Flatulent whales caught in the act

Scientists have photographed a giant gas bubble emanating from a whale, suggesting that flatulence is just as common for ocean mammals as it is for humans and many other terrestrial animals.

The picture, released last week by scientists from the Australian Antarctic Division (AAD) in Tasmania, was taken by the captain of a U.S. research ship the Nathaniel B. Palmer, while on expedition between Marguerite Bay and Palmer Station, Antarctica.

“The picture is of an Antarctic minke whale taken from the bow of a ship,” said AAD principal research scientist Dr Nick Gales. “The white bits in the photo are pieces of ice-floe, the stream of pinky colour behind the whale is a faecal plume – a.k.a. “poo” – the large circle in the water is indeed the physical eruption of the whale’s flatulence.”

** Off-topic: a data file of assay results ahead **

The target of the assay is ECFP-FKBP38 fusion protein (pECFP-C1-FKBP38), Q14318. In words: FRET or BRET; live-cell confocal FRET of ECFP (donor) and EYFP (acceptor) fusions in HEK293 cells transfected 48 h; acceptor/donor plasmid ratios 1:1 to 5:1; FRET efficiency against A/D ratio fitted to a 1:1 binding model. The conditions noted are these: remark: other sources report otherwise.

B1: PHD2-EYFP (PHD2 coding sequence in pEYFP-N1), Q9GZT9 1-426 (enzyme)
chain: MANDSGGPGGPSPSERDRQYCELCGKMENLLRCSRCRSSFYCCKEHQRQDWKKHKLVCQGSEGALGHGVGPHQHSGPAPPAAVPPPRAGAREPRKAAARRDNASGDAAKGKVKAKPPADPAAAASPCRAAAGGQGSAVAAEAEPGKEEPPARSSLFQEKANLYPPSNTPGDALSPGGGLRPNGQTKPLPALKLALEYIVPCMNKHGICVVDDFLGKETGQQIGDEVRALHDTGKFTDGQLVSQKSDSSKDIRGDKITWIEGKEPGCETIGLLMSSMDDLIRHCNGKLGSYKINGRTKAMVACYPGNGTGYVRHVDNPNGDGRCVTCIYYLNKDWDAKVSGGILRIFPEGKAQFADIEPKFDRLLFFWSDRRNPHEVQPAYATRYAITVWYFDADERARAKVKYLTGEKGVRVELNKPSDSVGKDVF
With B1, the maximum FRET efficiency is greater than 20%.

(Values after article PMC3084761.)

He and his colleagues are working to determine what it is that higher marine predators eat, and where they go to eat it. Instead of resorting to killing whales, the Australian Antarctic Division scientists have developed a method that allows them to collect whale faeces and study its DNA to figure out what the whale recently consumed.

The DNA work is linked to whale protection, since countries such as Norway, Iceland, and Japan have argued that whale numbers should be reduced to stabilise commercial fishing stocks.

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